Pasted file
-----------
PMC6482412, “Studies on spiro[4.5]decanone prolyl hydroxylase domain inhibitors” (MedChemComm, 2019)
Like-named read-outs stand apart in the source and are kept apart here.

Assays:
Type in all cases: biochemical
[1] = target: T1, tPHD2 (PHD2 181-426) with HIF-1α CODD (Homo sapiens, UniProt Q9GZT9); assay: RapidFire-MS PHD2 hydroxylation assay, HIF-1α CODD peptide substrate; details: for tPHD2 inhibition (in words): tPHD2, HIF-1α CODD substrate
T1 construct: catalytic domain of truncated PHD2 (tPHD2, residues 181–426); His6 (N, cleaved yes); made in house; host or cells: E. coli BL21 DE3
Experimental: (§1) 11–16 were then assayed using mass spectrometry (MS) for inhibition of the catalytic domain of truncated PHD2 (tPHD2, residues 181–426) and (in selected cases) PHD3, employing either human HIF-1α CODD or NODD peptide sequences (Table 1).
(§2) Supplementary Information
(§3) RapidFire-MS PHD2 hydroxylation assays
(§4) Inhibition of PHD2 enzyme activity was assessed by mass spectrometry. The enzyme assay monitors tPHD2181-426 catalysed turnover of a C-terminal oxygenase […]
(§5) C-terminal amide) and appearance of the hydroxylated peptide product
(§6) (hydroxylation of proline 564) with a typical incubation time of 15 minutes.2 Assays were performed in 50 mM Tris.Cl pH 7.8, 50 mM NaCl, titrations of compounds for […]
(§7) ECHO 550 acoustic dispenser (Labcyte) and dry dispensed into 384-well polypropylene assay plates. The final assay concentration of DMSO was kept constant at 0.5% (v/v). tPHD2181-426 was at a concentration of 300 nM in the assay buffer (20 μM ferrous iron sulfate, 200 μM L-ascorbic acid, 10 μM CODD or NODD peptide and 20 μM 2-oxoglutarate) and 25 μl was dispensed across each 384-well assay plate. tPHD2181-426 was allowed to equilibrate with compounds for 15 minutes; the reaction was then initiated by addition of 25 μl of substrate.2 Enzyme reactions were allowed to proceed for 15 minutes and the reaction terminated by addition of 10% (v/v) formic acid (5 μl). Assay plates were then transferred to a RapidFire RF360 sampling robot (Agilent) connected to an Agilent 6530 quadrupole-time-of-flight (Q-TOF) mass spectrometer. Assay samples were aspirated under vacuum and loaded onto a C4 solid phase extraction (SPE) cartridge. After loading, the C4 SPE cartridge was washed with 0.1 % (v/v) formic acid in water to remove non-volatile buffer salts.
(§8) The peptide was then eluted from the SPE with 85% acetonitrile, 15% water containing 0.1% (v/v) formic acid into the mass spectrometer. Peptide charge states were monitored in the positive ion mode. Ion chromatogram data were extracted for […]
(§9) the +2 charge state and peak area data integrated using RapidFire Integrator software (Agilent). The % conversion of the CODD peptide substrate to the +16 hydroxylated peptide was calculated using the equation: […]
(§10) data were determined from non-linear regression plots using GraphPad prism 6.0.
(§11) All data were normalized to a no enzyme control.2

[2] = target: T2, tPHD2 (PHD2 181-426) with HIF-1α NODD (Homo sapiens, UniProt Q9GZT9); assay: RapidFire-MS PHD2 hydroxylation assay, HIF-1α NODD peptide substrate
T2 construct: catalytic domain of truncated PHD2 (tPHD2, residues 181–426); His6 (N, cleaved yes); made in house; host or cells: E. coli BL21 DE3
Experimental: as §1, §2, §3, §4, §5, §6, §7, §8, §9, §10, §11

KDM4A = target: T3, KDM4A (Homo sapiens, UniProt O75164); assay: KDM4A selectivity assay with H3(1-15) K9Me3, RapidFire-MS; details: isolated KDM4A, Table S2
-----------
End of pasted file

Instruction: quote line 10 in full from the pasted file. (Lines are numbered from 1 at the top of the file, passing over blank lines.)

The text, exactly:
(§4) Inhibition of PHD2 enzyme activity was assessed by mass spectrometry. The enzyme assay monitors tPHD2181-426 catalysed turnover of a C-terminal oxygenase […]